Background: There is a lack of standardized criteria for diagnosing rotator cuff related shoulder pain (RCRSP). Objective: To identify the most relevant clinical descriptors for diagnosing RCRSP. Methods: A Delphi study was conducted through use of an international physical therapists expert panel. A 3-round Delphi survey involving an international panel of physical therapists experts with extensive clinical, teaching, and research experience was conducted. A search query was performed in Web of Science, along with a manual search, to find the experts. The first round was composed of items obtained from a previous pilot Delphi study along with new items proposed by the experts. Participants were asked to rate items across six clinical domains using a five-point Likert scale. An Aiken's Validity Index ≥ 0.7 was considered indicative of group consensus. Results: Fifteen experts participated in the Delphi survey. After the three rounds, consensus was reached on 18 clinical descriptors: 10 items were included in the “subjective examination” domain, 1 item was included in the “patient-reported outcome measures” domain, 3 items in the “diagnostic examination” domain, 2 items in the “physical examination” domain”, and 2 items in the “functional tests” domain. No items reached consensus within the “special tests” domain. The reproduction of symptoms in relation to the application of load, the performance of overhead activities, and the need of active and resisted movement assessment were some of the results with greatest consensus. Conclusion: In this Delphi study, a total of 18 clinical descriptors across six clinical domains were agreed upon for diagnosing RCRSP.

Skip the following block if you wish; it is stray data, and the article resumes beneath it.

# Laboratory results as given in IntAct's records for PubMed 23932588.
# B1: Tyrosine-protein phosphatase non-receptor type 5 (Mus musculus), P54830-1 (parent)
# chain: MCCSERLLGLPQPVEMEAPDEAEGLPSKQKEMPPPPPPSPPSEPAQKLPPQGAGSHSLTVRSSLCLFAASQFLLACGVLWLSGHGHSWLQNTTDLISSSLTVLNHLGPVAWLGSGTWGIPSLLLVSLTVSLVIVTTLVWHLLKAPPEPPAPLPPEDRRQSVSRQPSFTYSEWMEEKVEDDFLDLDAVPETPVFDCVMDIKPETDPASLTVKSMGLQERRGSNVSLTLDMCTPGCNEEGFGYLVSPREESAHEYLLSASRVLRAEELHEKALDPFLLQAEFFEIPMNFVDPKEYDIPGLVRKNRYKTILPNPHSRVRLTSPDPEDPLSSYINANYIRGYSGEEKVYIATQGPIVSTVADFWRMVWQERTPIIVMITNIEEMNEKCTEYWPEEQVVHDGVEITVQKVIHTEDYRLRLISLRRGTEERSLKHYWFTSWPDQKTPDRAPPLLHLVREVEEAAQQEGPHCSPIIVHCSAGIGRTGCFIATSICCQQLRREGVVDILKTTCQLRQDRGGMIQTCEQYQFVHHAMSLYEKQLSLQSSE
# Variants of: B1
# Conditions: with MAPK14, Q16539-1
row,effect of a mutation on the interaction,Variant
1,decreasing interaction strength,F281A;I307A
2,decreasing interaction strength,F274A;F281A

Bibliographical noteFunding Information:
The authors would like to thank the experts for their effort in participating in the study.
© 2022 Associação Brasileira de Pesquisa e Pós-Graduação em Fisioterapia
- Delphi study
- Rotator cuff
- Shoulder pain
ASJC Scopus subject areas
- Orthopedics and Sports Medicine
- Physical Therapy, Sports Therapy and Rehabilitation